Rooney: No further punishment related to Tomlin sideline incident
Maybe the NFL believes the Steelers already were punished enough.
The Steelers won't lose a draft pick for coach Mike Tomlin's sideline two-step during Ravens returner Jacoby Jones' 73-yard kickoff return in Baltimore last season, team president Art Rooney II said Thursday.
“We are glad that's behind us,” Rooney said.
Tomlin drew a $100,000 fine, matching the second-largest for a coach in league history, for turning his back to the play, edging onto the field and nearly colliding with Jones, who complained of being forced to change direction. The Ravens went on to win, 22-20 on Nov. 28.
Former NFL vice president of football operations Ray Anderson later said the Steelers also faced the possible loss of a draft pick or some other draft-related penalty. The Steelers would have formally appealed any such penalty.
Now, they can continue preparing for a draft in which they will have six picks plus two conditional picks — likely, a third and a fifth — that are expected to be awarded at next week's league meetings in Orlando. In advance of the draft, Tomlin and general manager Kevin Colbert attended Notre Dame's pro day Thursday.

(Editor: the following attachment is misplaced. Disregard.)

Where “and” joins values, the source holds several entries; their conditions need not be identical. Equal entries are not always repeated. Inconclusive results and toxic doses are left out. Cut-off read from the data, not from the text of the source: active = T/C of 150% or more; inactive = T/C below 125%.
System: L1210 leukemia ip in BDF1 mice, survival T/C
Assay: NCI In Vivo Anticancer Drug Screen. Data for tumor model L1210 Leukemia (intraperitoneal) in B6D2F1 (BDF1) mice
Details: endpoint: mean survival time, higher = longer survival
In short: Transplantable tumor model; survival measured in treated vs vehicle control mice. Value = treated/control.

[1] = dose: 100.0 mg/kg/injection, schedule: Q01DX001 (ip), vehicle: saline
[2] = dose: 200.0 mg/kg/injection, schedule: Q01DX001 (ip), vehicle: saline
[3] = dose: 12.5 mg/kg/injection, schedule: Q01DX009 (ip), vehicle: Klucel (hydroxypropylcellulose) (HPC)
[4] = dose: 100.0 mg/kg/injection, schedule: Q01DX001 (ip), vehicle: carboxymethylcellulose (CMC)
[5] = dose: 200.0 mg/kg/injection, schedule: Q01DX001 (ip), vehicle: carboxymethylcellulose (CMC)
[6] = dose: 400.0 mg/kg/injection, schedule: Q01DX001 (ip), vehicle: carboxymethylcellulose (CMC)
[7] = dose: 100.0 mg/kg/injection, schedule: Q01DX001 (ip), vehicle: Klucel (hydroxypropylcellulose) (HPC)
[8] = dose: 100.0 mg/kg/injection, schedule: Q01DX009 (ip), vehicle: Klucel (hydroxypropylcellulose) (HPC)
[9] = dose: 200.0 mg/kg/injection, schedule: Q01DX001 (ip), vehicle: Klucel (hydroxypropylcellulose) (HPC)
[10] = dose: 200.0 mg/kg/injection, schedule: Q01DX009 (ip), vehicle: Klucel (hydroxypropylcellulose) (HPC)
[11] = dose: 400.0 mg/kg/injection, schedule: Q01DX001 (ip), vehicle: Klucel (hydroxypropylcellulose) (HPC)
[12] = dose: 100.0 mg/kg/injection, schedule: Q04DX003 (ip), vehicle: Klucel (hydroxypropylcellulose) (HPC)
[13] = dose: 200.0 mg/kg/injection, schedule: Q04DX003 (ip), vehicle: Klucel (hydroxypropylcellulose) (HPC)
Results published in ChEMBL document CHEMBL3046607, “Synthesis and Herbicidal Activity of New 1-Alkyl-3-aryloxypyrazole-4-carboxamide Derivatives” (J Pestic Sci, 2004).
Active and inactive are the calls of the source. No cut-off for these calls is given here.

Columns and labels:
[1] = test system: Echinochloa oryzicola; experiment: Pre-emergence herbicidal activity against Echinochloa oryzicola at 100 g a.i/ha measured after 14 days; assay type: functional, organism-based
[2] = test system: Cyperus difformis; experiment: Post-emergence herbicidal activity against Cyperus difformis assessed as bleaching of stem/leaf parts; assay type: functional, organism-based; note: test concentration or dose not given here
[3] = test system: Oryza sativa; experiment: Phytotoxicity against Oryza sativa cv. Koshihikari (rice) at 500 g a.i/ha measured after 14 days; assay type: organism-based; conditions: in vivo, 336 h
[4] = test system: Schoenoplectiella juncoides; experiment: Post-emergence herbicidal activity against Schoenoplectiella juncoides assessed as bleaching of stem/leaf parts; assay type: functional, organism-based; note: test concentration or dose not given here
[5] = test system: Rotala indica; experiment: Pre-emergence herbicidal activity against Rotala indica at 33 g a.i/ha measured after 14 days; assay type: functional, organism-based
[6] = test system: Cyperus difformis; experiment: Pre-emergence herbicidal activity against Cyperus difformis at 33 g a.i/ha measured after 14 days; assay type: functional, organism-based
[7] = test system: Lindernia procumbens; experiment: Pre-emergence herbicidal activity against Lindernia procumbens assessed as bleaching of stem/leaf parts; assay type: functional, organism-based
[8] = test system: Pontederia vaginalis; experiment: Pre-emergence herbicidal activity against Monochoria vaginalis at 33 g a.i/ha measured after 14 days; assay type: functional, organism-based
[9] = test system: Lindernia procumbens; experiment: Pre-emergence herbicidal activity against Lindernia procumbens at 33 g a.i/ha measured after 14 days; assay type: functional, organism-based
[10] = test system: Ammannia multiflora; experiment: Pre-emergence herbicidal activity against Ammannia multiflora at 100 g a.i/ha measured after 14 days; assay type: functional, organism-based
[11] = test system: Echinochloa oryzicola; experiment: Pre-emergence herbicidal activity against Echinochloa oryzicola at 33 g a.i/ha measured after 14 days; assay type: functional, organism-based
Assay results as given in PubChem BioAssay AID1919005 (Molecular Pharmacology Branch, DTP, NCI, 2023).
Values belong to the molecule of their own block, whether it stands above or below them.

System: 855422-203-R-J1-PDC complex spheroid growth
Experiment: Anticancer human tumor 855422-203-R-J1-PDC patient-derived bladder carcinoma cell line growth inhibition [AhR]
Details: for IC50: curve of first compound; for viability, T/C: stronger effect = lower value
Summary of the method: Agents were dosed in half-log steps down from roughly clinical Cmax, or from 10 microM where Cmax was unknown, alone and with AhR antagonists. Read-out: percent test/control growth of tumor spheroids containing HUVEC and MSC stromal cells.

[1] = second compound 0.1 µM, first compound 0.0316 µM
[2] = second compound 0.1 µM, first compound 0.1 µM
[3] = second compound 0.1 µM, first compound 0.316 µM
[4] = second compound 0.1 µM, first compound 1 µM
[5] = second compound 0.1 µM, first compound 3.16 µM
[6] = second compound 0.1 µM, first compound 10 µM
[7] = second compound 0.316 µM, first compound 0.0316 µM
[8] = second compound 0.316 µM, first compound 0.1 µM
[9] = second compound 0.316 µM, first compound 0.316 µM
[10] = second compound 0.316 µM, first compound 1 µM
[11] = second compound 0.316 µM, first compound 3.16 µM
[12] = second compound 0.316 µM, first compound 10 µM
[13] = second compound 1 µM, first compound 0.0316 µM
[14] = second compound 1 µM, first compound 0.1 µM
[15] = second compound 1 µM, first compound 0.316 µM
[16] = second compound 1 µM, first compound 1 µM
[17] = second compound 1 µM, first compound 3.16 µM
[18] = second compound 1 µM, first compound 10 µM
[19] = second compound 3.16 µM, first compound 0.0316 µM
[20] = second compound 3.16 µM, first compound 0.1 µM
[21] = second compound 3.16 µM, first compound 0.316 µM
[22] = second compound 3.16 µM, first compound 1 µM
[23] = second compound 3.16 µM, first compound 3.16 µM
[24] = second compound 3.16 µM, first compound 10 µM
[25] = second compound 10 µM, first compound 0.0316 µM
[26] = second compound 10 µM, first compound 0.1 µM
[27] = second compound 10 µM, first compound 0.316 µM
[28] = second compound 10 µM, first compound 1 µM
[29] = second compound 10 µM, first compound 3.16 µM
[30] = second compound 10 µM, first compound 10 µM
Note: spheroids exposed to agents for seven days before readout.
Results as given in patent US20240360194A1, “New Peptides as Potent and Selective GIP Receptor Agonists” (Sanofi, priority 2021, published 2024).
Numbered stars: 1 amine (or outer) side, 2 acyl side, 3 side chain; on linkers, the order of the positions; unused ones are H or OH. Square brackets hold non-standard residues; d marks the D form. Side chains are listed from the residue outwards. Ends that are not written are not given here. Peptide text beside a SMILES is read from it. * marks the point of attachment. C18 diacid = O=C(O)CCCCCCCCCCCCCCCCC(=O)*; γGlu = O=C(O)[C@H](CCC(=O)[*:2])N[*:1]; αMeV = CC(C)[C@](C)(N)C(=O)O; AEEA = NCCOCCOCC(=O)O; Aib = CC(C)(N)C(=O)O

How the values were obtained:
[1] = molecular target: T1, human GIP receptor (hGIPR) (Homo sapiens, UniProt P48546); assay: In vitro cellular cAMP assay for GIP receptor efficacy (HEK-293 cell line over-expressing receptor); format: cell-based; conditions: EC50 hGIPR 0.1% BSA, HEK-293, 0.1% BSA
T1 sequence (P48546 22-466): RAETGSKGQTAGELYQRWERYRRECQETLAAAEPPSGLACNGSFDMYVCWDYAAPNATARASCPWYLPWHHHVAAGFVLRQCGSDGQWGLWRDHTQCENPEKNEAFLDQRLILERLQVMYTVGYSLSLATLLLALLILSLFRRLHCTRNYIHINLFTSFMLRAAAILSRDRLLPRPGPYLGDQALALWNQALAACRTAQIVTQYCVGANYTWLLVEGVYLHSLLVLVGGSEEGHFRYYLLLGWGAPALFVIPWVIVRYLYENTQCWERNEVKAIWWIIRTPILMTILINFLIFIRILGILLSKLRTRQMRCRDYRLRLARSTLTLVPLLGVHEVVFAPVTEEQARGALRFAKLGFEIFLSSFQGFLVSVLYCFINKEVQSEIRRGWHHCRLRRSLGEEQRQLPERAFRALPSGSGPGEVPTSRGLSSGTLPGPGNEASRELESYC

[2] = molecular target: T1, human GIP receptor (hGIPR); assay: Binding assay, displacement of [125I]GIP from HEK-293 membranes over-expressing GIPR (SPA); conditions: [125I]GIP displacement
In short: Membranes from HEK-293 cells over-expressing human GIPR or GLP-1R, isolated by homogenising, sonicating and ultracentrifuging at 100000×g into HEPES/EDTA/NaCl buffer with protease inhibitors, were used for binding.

While it might not have been a factor in the league's decision to not take away a pick, the Steelers missed the playoffs in part because of a blown officiating call during the Chiefs-Chargers game on the final day of the regular season.
They would have made the postseason if the field included 14 teams, not just the current 12 — an expansion that could take place as early as 2015. Rooney said the issue will be discussed in Orlando.
The Steelers are in favor as long as the playoff field is not reseeded and division champions continue to have home-field advantage during the divisional round.
“We would not be in favor of anything that changes the division situation,” he said.
On other league topics, Rooney said:
• The replay system could be tweaked to allow referees to communicate with the league office during replay reviews.
“Frankly, I think that happens anyway,” he said. “In terms of anything more ambitious than that, I think it's going to be studied.”
Other proposed changes include allowing a coach to challenge any call.
• He isn't sure if penalizing teams for on-field racial slurs is the best way to address the issue.
“I think it's a little bit of a generation gap kind of thing,” Rooney said. “I think the younger players have a different attitude toward it and you can't change that with just a 15-yard penalty.”
• He doesn't see any consensus toward moving the ball back to the 20- or 25-yard line on an extra point or for altering the goal posts. He likes Tomlin's idea to run all extra point plays from the 1-yard line, but it was not formally proposed by the Steelers.
“It certainly would encourage people to go for the two,” Rooney said.
• There are NFL teams “interested” in the Los Angeles and London markets, and, “It may not be too much longer before there is some action on those fronts.”
• He doesn't favor increasing the active roster from 46 to 49 for Thursday games, which often are a team's second game in five days.